Year End Portfolio Planning Tips

Tax Considerations

As Congress debates the fate of future tax rates for Americans, it is more important than in past years for investors to be vigilant of tax law changes. Without action by Congress to extend Bush-era tax cuts, income taxes, short-term capital gains tax, and long-term capital gains tax will increase.

Here is an example. Investors in the 15% tax bracket or less (making under $68,000 filing jointly) currently do not pay long-term capital gains tax. This group of investors might typically be retirees with social security, a small pension, and a taxable portfolio. If the tax cuts are not extended, the long-term capital gains tax increases to 10% in 2011 and beyond. This means that a taxable portfolio that has increased by $10,000 would pay $1,000 in taxes next year with no extension of the tax cuts. A savvy investor in this situation will take his or her gain before the end of the year and establish a higher basis heading into a higher tax environment and pay no taxes.
Investors must pay attention to tax laws as we head into the end of the year and act swiftly as Congress debates the future of taxes. Investors in all tax brackets will have to decide on changes to their portfolios that could save thousands of dollars in taxes in the future as we consider the prospect of higher income tax and capital gains tax rates. If tax laws are extended, investors will then need to consider the length of the extensions and whether it makes sense to take a strategy to harvest gains or losses before the end of the year.

Tax Efficient Portfolio

As we consider the prospect of higher taxes, wealthy investors must also consider a tax efficient portfolio. A tax efficient portfolio for a taxable accumulation can include municipal bond funds which pay income that is not subject to federal tax, as well as stock funds that are managed tax efficiently. Many retirees may have income they did not expect from employment, required minimum distributions, or income from taxable accounts that have pushed them into a higher tax bracket. Taking some time at the end of the year to review income and the tax efficiency of a portfolio can save tax liability in the upcoming year.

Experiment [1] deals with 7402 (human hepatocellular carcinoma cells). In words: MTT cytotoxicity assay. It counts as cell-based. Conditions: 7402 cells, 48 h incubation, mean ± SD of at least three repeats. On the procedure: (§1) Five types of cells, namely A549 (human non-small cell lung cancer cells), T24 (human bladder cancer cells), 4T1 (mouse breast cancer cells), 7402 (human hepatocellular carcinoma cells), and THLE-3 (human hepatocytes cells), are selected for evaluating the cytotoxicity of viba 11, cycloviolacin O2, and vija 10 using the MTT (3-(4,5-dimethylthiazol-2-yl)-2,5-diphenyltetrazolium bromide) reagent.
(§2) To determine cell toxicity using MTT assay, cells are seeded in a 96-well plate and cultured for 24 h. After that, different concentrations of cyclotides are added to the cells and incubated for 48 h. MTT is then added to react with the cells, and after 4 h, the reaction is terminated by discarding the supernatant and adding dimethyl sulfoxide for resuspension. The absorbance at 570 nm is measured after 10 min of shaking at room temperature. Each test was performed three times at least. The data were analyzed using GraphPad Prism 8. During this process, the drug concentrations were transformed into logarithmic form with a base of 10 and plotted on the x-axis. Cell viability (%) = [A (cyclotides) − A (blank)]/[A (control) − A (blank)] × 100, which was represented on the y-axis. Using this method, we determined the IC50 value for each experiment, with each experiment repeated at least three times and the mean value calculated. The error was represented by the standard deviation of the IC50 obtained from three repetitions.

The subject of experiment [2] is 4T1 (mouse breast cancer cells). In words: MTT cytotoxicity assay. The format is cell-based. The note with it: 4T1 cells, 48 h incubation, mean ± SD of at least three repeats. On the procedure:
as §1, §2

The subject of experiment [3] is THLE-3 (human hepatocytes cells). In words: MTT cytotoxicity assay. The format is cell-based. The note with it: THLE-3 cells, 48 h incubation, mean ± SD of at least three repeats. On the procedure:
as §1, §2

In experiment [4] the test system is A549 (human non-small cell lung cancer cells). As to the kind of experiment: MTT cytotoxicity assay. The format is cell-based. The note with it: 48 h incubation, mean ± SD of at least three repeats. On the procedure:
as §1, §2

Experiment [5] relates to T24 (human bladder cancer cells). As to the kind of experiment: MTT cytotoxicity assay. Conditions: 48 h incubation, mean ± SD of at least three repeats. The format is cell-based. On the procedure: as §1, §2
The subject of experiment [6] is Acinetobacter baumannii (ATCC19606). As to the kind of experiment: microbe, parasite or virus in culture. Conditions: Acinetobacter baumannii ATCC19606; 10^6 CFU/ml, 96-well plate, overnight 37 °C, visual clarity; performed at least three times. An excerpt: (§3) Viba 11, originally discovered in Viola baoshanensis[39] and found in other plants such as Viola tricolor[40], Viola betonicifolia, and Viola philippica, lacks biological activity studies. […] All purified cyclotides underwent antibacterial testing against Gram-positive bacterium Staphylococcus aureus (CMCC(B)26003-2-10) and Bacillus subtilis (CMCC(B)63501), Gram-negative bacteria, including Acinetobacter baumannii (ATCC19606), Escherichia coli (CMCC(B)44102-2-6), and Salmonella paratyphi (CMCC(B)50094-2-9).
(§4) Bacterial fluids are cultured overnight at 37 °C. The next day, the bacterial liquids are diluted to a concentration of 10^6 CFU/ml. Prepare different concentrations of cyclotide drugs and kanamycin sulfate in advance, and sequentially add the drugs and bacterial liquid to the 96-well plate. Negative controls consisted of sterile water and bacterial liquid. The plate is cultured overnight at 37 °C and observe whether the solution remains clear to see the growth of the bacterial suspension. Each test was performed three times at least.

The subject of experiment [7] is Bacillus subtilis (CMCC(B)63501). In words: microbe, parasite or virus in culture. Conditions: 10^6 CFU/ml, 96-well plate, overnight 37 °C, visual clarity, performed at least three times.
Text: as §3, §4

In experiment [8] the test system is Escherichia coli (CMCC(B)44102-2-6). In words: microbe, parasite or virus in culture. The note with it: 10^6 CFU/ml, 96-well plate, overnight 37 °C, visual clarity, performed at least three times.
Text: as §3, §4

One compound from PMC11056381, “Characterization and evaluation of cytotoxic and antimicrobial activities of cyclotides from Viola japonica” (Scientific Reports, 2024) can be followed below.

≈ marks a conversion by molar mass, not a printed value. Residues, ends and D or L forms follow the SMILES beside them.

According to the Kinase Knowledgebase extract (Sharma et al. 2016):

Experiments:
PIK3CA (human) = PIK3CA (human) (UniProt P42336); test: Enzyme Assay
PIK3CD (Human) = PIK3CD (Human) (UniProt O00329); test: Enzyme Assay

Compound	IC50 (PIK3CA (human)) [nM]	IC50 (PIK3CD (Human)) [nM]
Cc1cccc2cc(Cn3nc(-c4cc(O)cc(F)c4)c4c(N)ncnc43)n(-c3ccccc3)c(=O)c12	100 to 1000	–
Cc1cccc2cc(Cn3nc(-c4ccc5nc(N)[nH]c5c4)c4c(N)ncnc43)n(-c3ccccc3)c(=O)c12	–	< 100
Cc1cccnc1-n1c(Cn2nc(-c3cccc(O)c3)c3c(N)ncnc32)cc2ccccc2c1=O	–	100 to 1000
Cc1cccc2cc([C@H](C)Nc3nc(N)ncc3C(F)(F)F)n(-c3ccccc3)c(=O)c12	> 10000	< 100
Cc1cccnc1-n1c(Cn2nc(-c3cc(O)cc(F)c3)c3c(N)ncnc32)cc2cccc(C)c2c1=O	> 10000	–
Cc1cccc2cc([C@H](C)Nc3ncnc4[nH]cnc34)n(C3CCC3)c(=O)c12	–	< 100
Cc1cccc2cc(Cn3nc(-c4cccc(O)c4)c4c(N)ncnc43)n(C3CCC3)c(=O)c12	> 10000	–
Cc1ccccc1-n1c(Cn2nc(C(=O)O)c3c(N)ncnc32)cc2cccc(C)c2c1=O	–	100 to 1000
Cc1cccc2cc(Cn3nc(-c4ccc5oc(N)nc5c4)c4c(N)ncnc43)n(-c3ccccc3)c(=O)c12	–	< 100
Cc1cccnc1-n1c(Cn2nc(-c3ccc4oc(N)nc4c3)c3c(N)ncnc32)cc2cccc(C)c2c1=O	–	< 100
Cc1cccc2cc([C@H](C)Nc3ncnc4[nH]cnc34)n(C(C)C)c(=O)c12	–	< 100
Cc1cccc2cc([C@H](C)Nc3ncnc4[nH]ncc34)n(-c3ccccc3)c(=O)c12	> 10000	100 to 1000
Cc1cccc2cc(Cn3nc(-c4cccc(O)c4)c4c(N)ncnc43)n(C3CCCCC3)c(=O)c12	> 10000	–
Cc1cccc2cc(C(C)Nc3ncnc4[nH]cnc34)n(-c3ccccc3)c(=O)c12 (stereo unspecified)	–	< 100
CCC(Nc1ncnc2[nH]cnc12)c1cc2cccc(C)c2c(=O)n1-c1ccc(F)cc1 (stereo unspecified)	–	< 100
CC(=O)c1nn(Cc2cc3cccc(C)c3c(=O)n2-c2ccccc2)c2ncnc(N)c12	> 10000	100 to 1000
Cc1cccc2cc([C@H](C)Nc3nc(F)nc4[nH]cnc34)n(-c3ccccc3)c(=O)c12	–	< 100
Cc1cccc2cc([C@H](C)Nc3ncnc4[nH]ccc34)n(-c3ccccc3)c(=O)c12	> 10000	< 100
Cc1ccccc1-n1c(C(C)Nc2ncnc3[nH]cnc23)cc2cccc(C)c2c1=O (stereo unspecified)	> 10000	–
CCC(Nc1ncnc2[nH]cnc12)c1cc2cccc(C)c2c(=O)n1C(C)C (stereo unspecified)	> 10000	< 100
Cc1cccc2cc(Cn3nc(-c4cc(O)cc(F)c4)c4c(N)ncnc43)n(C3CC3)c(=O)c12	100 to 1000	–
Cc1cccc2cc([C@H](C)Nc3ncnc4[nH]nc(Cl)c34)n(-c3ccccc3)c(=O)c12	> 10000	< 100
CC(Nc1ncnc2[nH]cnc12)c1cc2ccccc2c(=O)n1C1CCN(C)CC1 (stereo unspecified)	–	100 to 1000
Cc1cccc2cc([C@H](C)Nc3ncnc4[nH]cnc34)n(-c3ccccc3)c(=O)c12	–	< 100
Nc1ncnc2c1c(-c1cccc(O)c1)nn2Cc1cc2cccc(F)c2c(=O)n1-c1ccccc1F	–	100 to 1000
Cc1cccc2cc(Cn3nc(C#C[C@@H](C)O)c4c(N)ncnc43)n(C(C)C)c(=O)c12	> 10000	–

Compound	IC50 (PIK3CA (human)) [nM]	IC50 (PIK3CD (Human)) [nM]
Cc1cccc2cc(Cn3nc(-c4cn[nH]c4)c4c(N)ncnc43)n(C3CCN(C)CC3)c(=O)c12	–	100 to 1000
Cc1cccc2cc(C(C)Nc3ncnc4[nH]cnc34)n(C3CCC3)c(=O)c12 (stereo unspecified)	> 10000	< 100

Estate Tax

Again, if the Bush-era tax cuts are not extended, the estate tax threshold is dropped to $1,000,000. Many Americans who do not consider themselves wealthy, but have estates over $1 million will suddenly have part of their estates that can be taxed as high as 55% in the event of their death. With this in mind, individuals may find that additional estate planning is necessary. Although this does not have to be done by the end of the year, the estate tax threshold will drop back to $1 million on January 1 if the tax laws are not extended.


You may contribute to a Traditional or Roth IRA through April 15 for the previous year. The end of the year is a good time to start planning on how and where your IRA contribution will come from. Retirees should keep in mind that they can also contribute to a Traditional or Roth IRA if they have earned income over the course of the year (up to the current limits or amount of income earned).

Required Minimum Distributions

For those investors with IRA’s and qualified retirement accounts over the age of 70.5, it is important that they make sure they have taken their required minimum distribution. Failure to take the required minimum distribution can result in an IRS penalty of up to 50% of the amount that should have been taken out.

Roth IRA Conversions

In 2010, taxpayers with modified adjusted gross income more than $100,000 will be allowed to convert a traditional IRA to a Roth IRA. However, the tax liability for conversions completed in 2010 can be spread over two years. So the 2010 conversion amount may be included as taxable income in 2011 and 2012, helping to spread out the tax bite. Conversions in subsequent years are included in income during the tax year in which the conversion is completed. Again, investors should consider if converting to a Roth IRA from a Traditional IRA makes sense before the end of the year to take advantage of the ability to spread tax liability over two years.


Investors should take the time to review their portfolios and determine a strategy for the upcoming year.  Tax considerations, changes to investment contribution laws, and the overall allocation of a portfolio should be considered.  Taking a little time to consider a strategy could save thousands of dollars in the upcoming years.

Kevin McNab

This article is written by Kevin J. McNab. Kevin is President of ACE Wealth Partners, LLC and is a CFP®, ChFC®, and CRPC®. Past performance is no guarantee of future returns. Investing involves risk and possible loss of principal capital. The views expressed in this blog post are as of the date of the posting, and are subject to change based on market and other conditions. This blog contains certain statements that may be deemed forward-looking statements. Please note that any such statements are not guarantees of any future performance and actual results or developments may differ materially from those projected. Please note that nothing in this blog post should be construed as an offer to sell or the solicitation of an offer to purchase an interest in any security or separate account. Nothing is intended to be, and you should not consider anything to be, investment, accounting, tax or legal advice. If you would like investment, accounting, tax or legal advice, you should consult with your own financial advisors, accountants, or attorneys regarding your individual circumstances and needs. No advice may be rendered by ACE Wealth Partners, LLC unless a client service agreement is in place. If you have any questions regarding this Blog Post, please Contact Us. Please read our website DISCLOSURE carefully for additional information.